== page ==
Williams's book and the two below support the theory that contemporary American rock writing, like contemporary American rock, is not as good as the British stuff. Jim Derogatis's Kaleidoscope Eyes (4th Estate pounds 12.99) is a pseudo-scholarly guide to psychedelic rock in all its forms, which fails to evoke the strangeness of an LSD trip, or the thrills of exploration and experimentation which course through the related genre. The first problem is Derogatis's flat prose, which relies for colour on quotes from other critics. The second is his equally uninspired structuring: his potted (as it were) histories of psychedelic bands give no feeling of how, like, everything connects together, man (which is supposed to be what psychedelia is all about).

The punning jacket photograph on Rock Bottom: Dark Moments in Music Babylon (Little, Brown pounds 16.99), showing Axl Rose warming his hands on a model's buttocks, could fool you into thinking that this book by Pamela Des Barres, known for her kiss-and-tell classic Groupie, is a racy orgy of rock'n'roll hedonism. It's not. Instead, it comprises short biographies, prosaically written and lazily researched, of rock stars who have nothing in common except that they came to a bad end. What, after all, has the drug death of Keith Moon got to do with the plane crash that killed Buddy Holly? Like Derogatis, Des Barres presents one artist per morbid chapter, offering no thesis, no cross-referencing, no moral. She has sunk from groupie to ghoul.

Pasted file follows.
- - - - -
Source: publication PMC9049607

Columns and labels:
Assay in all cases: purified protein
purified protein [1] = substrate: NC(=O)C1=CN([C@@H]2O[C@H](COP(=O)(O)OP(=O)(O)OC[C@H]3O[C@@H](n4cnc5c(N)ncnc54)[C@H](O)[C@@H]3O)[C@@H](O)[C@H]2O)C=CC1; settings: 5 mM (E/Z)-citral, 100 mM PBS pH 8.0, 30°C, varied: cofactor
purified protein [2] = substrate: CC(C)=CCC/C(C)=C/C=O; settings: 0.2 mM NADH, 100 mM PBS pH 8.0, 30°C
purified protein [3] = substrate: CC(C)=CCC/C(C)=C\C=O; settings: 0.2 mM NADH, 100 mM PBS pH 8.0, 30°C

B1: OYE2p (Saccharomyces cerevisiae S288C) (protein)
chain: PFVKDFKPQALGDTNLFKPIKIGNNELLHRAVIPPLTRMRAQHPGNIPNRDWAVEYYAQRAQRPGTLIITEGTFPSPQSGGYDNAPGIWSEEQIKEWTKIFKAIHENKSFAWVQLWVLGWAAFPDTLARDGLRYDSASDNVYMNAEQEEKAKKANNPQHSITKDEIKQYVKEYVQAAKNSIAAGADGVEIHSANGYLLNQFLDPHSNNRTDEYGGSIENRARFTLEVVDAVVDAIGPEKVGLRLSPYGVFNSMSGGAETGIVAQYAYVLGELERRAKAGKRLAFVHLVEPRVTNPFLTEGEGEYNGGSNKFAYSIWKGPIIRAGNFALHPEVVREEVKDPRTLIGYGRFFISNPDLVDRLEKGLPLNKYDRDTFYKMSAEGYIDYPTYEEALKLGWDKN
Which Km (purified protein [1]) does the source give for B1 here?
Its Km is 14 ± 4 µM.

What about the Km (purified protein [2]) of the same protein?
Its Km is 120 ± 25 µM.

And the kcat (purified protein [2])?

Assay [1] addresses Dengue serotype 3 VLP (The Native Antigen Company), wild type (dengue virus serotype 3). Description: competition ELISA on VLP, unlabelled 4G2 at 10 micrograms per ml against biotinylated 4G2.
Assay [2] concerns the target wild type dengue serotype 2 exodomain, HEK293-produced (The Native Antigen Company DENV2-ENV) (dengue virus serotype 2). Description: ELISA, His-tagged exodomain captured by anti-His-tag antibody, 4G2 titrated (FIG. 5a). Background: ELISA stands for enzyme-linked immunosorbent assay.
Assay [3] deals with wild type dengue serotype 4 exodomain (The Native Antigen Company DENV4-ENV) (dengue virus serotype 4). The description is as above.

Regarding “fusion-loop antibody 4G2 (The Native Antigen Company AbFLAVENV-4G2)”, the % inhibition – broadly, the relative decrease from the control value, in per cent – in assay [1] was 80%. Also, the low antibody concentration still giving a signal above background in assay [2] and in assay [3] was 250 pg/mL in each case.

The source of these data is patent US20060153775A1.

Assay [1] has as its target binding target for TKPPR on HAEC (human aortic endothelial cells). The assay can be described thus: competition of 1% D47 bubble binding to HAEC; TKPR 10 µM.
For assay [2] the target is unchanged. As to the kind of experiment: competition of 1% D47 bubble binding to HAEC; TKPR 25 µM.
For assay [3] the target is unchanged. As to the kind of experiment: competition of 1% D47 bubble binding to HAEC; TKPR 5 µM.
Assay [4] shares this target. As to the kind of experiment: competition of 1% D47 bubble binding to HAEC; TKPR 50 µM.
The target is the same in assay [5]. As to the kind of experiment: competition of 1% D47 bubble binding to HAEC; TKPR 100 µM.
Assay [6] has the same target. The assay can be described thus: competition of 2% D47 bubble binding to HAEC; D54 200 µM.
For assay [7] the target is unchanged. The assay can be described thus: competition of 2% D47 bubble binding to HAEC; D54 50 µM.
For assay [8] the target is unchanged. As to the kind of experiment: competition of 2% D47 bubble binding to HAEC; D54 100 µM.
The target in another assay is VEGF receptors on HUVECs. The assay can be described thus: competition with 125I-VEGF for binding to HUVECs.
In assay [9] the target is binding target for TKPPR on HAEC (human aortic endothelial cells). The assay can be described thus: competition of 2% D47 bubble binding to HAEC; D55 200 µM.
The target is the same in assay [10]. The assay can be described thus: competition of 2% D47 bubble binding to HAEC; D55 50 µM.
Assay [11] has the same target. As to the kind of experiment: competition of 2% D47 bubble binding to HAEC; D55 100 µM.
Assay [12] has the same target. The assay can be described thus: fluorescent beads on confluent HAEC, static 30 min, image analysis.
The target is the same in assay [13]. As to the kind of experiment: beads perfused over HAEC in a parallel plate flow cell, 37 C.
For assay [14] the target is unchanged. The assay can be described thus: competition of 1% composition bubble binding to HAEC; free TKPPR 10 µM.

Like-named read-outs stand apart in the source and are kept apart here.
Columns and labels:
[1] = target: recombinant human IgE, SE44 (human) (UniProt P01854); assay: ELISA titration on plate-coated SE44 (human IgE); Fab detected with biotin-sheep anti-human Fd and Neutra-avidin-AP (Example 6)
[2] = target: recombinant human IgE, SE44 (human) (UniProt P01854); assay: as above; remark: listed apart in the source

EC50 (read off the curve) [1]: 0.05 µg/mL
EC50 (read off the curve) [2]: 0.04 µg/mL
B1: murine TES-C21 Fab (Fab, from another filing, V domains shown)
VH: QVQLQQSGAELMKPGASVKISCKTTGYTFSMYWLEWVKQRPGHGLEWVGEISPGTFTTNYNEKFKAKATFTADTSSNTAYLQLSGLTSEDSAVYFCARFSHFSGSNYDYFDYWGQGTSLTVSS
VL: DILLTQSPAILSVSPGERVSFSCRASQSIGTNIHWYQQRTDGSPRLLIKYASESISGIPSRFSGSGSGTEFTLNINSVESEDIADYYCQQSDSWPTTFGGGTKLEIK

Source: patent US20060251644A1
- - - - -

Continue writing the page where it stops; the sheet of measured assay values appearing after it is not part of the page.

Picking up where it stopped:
The kind of book I hoped Rock Bottom would be is one that has the same Axl Rose photograph on the cover: Meaty, Beaty, Big and Bouncy (Hodder pounds 9.99), a fat anthology edited by Dylan Jones. He sets out its manifesto as follows: "It's all very well getting in a tizzy over the `validity' of David Bowie's Station to Station, but what kind of drugs was he taking when he recorded it? And whose drugs?" This may not be everyone's definition of good rock journalism, but it's certainly a fun one, and most of the 40 articles in this compendium of debauchery are as entertaining as the sight of a car splashing down in a swimming pool. A must for anyone who likes their sex and drugs and rock'n'roll in that order.